SAFE: Youth For Change is led by youth activists that campaign against issues such as FGM and child marriage. Why it is imperative that youth are included in the global conversation?

TC: More than half of the global population is under 25 – in the developing world this can be as high as 87 percent. But in spite of this, youth are excluded from global conversations, whether it’s about education, climate change, poverty or gender equality.

The views and priorities of a massive portion of society are being marginalized and ignored. The decision made by those who do hold power will disproportionately affect young people, but they’re not able to influence them, which is fundamentally unjust. Global decisions, like the Sustainable Development Goals, will affect young people the most, and it is the youth that will inherit the responsibility to see them through. Their voices have to be heard.

It’s important to give young people the space to lead change themselves, as well as just contribute. Young people bring unique perspectives and innovative approaches, and they usually organize in ways that are more participatory and representative. They’re not afraid to disrupt the traditional ways of doing things in order to create real change.

It’s no surprise that so many successful social movements in the past century have often had youth at the front and center. Youth are an invaluable global resource, and youth power should be harnessed, not wasted.

Photo: “I have a right to decide.” – Upendo, a Youth For Change Tanzania activist for TfG’s and Youth For Change’s #WhyZeroFGM campaign

Photo: “I have a right to decide.” – Upendo, a Youth For Change activist from Tanzania for Together for Girls’ and Youth For Change’s #WhyZeroFGM campaign

SAFE: What are some interventions that Youth For Change activists are working on in their respective countries to end violence against women and girls? 

TC: Our Youth For Change teams are currently doing different activities to help tackle violence against women and girls. The UK team is carrying out their #TrainToProtect campaign, which seeks to improve training for UK school staff to recognize young people at risk of FGM/C and child marriage. The Tanzania team is campaigning to raise the age of marriage to 18, as well as carrying out awareness raising in the country’s  rural regions.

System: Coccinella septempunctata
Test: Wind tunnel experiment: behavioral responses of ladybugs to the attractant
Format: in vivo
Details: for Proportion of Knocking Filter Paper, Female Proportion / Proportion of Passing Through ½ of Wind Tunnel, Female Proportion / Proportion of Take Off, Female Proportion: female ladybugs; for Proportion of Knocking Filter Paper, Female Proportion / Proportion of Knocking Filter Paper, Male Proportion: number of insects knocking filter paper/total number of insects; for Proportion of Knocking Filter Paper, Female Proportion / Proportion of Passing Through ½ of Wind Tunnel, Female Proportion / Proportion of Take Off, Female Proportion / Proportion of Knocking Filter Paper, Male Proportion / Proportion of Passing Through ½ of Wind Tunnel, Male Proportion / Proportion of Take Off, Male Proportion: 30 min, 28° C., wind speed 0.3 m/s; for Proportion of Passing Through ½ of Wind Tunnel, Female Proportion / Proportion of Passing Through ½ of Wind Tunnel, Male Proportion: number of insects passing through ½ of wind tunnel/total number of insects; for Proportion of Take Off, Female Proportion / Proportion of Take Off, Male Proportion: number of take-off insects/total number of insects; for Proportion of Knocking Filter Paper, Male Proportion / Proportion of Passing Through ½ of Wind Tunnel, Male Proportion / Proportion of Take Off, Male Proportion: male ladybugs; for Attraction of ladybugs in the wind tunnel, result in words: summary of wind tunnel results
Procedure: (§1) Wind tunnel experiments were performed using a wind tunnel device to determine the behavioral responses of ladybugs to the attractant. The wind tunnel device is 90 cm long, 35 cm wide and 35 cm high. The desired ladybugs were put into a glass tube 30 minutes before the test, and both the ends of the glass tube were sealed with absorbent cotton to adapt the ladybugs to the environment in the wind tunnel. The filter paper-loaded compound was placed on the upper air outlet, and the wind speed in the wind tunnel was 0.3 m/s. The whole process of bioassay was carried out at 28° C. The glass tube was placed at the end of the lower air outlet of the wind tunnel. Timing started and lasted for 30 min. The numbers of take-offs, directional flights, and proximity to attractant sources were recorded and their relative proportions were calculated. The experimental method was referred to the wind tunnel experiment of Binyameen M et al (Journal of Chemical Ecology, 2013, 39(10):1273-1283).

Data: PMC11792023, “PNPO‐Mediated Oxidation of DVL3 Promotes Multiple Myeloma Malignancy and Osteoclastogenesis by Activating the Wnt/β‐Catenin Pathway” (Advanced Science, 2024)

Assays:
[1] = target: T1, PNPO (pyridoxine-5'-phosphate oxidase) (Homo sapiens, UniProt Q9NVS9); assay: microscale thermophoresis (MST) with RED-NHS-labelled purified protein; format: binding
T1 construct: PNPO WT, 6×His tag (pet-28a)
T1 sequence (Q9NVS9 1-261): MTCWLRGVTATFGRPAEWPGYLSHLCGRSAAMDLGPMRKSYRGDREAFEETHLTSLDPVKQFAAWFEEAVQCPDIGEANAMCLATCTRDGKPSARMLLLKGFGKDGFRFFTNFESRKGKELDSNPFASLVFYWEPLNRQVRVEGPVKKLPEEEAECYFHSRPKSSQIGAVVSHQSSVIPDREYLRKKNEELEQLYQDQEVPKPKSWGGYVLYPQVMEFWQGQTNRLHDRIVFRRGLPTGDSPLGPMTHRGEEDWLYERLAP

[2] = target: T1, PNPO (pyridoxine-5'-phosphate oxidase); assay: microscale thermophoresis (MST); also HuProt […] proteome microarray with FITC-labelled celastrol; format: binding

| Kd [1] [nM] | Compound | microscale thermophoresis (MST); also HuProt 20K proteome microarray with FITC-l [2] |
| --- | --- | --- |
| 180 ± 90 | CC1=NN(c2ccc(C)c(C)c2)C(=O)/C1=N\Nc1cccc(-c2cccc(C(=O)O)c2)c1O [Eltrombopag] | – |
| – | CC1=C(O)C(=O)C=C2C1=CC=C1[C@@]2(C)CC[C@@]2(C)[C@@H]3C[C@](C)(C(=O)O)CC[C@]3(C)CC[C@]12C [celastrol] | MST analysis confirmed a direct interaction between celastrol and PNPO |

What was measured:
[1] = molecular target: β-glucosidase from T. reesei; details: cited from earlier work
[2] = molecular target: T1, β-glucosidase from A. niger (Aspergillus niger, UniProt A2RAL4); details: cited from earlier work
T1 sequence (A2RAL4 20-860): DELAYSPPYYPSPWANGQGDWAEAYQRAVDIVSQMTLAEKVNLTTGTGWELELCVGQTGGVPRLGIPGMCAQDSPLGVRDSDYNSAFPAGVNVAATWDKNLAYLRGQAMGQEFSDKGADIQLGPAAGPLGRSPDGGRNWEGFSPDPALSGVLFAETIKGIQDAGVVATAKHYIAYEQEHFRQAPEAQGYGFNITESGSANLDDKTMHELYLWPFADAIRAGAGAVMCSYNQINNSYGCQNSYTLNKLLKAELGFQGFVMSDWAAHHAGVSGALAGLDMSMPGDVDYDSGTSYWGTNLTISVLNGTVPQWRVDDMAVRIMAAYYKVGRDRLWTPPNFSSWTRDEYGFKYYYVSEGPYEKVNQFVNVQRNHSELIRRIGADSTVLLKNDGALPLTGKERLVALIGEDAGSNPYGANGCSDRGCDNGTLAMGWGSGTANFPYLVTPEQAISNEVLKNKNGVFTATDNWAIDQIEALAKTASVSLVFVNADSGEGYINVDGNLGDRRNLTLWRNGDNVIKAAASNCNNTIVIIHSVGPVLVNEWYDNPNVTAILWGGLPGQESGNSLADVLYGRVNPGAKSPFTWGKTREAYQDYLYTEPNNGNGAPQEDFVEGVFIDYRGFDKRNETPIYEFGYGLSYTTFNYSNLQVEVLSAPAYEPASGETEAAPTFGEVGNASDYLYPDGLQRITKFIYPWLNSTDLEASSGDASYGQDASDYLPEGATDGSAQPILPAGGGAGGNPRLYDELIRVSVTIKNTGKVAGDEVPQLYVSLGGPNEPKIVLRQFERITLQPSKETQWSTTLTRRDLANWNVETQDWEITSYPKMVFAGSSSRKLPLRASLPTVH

In Bangladesh, our team is working with a coalition of other youth organizations to lobby their government to fully implement the Child Marriage Restraint Act 2014; while in Ethiopia we’re working with the government to build relationships with government officials to make sure young people can work with them directly to tackle FGM/C & child marriage.

Photo courtesy of Tom Clarke

Photo courtesy of Tom Clarke

SAFE: What has been your most rewarding experiencing working at YFC?

TC: My most rewarding experience with Youth For Change was our Global Meeting in Lusaka, Zambia this past April, when all four youth teams came together to share the learning from a year of campaigning and advocacy.

It really blew my mind to see so many amazing young people, from vastly different backgrounds, communicating and collaborating to make some really tough decisions. They worked for almost a solid week to refine our strategy for the future, and took ownership of their global mission and vision. It really was youth leadership at its best!

SAFE: How can youth get involved in Youth For Change?

TC: There are several ways you can get involved with Youth For Change. First of all, you can connect with us on Twitter at @YouthForChange for the latest news on what we’re up to. Secondly, if you’re based in one of our four countries you can contact your Youth Team for info on events and opportunities to collaborate.

You can also get involved with Youth For Change by writing for our website, Hub For Change. It’s a platform for young people globally to share their views, passion and experience. We bring together young people from around the world to support each other in the fight against gender-based violence. Check it out at http://www.youthforchange.org, and apply to become a contributor here.

 

Photo Credit Banner Photo: ©UNICEF Cambodia/2015/Giacomo Pirozzi